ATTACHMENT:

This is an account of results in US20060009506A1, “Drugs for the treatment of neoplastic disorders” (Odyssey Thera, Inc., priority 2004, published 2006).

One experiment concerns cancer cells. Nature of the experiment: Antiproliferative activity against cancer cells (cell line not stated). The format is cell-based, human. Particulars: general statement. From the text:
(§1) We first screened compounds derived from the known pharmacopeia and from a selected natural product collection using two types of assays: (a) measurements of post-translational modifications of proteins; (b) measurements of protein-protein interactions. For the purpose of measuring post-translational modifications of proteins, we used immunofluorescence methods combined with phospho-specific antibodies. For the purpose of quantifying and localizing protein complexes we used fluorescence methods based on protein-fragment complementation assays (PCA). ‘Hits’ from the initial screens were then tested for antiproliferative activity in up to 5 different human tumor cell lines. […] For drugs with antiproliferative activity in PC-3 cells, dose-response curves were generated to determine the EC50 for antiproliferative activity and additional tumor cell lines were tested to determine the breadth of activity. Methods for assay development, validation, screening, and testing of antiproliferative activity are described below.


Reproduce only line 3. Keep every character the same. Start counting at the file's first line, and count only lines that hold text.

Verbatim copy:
(§1) We first screened compounds derived from the known pharmacopeia and from a selected natural product collection using two types of assays: (a) measurements of post-translational modifications of proteins; (b) measurements of protein-protein interactions. For the purpose of measuring post-translational modifications of proteins, we used immunofluorescence methods combined with phospho-specific antibodies. For the purpose of quantifying and localizing protein complexes we used fluorescence methods based on protein-fragment complementation assays (PCA). ‘Hits’ from the initial screens were then tested for antiproliferative activity in up to 5 different human tumor cell lines. […] For drugs with antiproliferative activity in PC-3 cells, dose-response curves were generated to determine the EC50 for antiproliferative activity and additional tumor cell lines were tested to determine the breadth of activity. Methods for assay development, validation, screening, and testing of antiproliferative activity are described below.